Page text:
When I decided to start my business, a colleague suggested I read “You Are A Badass” by Jen Sincero. This book resonated with me because it made me realize how mindset is the most important thing in life and in business. The mindset work I learned through this book kept me in a positive and abundant mindset throughout the difficult first few months of starting my business. It has also made a huge impact on my life, as I feel much more equipped to deal with all different types of situations I face.

Can you share your favorite “Life Lesson Quote”? Why does that resonate with you so much?

My favorite quote is “comparison is the thief of joy.” I don’t know who this quote is attributed to, but it has become a daily mantra for me. I used to spend a lot of my time and effort comparing my actions and successes to those of others. This quote helps me refocus and realize that everyone is on their own path, and comparison will do nothing to move me forward.

What are some of the most interesting or exciting projects you are working on now? How do you think that might help people?

I have recently paired up with a mindset and life coach to create a coaching program focused on improving physical wellbeing through focusing on nutrition as well as mindset. The title of the program is pretty epic: “The Food Lover’s Guide to a Healthy Mentality. A nutrition and mindset program to end all diets.” This program is designed for people who want a fresh start and know the importance of focusing not just on their nutrition but their mindset as well. The program is meant to teach people how to eat and think for life.

OK, thank you for all of that. Let’s now shift to the core focus of our interview. This will be intuitive to you but it will be helpful to spell this out directly. Can you help explain a few reasons why it is so important to create good habits? Can you share a story or give some examples?

Creating good habits leads to a life of success and happiness. It’s as simple as that. When it comes to nutrition, good habits can lead to a longer life, more energy, and the ability to be active throughout your entire life. I work with my clients to help them create healthy, lifelong habits that help them reach their goals, but I embrace this philosophy in my own life as well.

A couple years ago, I was working as a sports dietitian for a college. I was working hard and trying to prove myself, and this was leading to burnout. I ignored the healthy habits I had built up throughout my life like working out, eating balanced meals, and choosing nutritious foods (most of the time). I was a dietitian and I was skipping meals, eating junk food, and not taking time out of my day to move my body. I felt awful, run down, tired, and lethargic. When I transitioned to starting my own business, I knew it was time for a change. One at a time, I worked on implementing these healthy habits that I’d previously embraced in my life. It took months, but after a while I started feeling like myself again. I had more energy, was able to get more done in a day, and I felt better about myself. This is the power of good habits.

How have habits played a role in your success? Can you share some success habits that have helped you in your journey?

As a business owner, habits and routine are extremely important for continued success. I have had to create habits that I never had before in order to move my business forward. These include meditating daily, taking time for myself so I can best serve others, and networking. The last one was most difficult for me; I was never a big networker in my past career. Now, it is essential to growing my business, so I decided to do some form of networking every week and this has become a habit.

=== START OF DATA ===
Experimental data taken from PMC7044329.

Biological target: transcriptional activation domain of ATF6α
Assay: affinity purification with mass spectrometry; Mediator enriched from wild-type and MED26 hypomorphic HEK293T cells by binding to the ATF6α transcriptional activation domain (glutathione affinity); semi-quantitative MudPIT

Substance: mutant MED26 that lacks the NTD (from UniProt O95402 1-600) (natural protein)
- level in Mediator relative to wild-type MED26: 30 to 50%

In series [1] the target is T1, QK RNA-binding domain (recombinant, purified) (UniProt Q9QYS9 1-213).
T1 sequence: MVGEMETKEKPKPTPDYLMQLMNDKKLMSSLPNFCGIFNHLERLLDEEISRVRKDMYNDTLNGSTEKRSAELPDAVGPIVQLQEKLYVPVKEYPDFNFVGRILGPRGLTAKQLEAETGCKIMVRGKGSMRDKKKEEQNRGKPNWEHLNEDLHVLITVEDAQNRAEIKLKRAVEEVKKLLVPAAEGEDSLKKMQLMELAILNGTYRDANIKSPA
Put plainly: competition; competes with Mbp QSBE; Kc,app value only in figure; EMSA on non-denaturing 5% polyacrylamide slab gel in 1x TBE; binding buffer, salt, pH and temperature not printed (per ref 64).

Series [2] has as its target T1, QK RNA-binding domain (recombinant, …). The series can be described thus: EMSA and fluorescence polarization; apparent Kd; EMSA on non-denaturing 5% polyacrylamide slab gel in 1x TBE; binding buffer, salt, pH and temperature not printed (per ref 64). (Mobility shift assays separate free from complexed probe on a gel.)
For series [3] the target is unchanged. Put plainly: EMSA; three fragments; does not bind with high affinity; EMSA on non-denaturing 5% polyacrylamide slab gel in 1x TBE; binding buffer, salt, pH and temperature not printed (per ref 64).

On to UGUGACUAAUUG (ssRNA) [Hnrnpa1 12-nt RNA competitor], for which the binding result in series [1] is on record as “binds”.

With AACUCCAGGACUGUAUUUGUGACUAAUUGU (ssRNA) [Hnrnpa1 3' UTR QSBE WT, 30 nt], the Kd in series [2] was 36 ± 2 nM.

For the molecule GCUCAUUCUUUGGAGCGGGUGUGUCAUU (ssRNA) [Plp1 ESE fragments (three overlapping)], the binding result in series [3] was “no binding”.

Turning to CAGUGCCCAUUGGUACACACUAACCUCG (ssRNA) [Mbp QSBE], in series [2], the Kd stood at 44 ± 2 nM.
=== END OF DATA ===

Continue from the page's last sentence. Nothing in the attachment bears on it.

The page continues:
Speaking in general, what is the best way to develop good habits? Conversely, how can one stop bad habits?

The best way to develop good habits and stop bad habits is to first take a step back and know why you’re wanting to make these changes. Really get into your “why,” as this will help keep you motivated to stick with it when things get tough (as they inevitably will). Next, set a big goal for yourself. Finally, make a list of actions that will get you closer to this goal. Choose one or two actions per week to focus on that will challenge you but are also doable. Keep adding on one or two actions every week, and before you know it they will become habits. Same goes for stopping bad habits. Focus on one small action every week, and go from there. Repetition and consistency will create habits.

Let’s talk about creating good habits in three areas, Wellness, Performance, and Focus. Can you share three good habits that can lead to optimum wellness. Please share a story or example for each.

  1. Drink enough water. This is the quickest, easiest, and cheapest way to improve your wellness, starting today. Aim to drink half of your body weight (in pounds) in ounces of water per day and see how you feel.
  2. Use the plate method. This means filling your plate up half with veggies, one quarter with whole grains, and one quarter with lean protein. This is an easy way to know that you’re giving your body what it needs without having to measure out all of your food. (This recommendation is for the general population. Those who have other goals such as muscle gain will require different amounts of food. Ask a registered dietitian if you have specific goals you’d like to achieve).
  3. Find balance: 80/20. It’s not all about eating perfectly every single day. Balance the healthy foods with fun foods that bring you joy. Aim for making healthy choices 80% of the time and choosing fun foods/drinks the other 20% of the time.

Can you help explain some practices that can be used to develop those habits?

Drinking more water — if you don’t like plain water, try flavored sparkling water or add a splash of juice or some cut up fruit to your water bottle for some added flavor.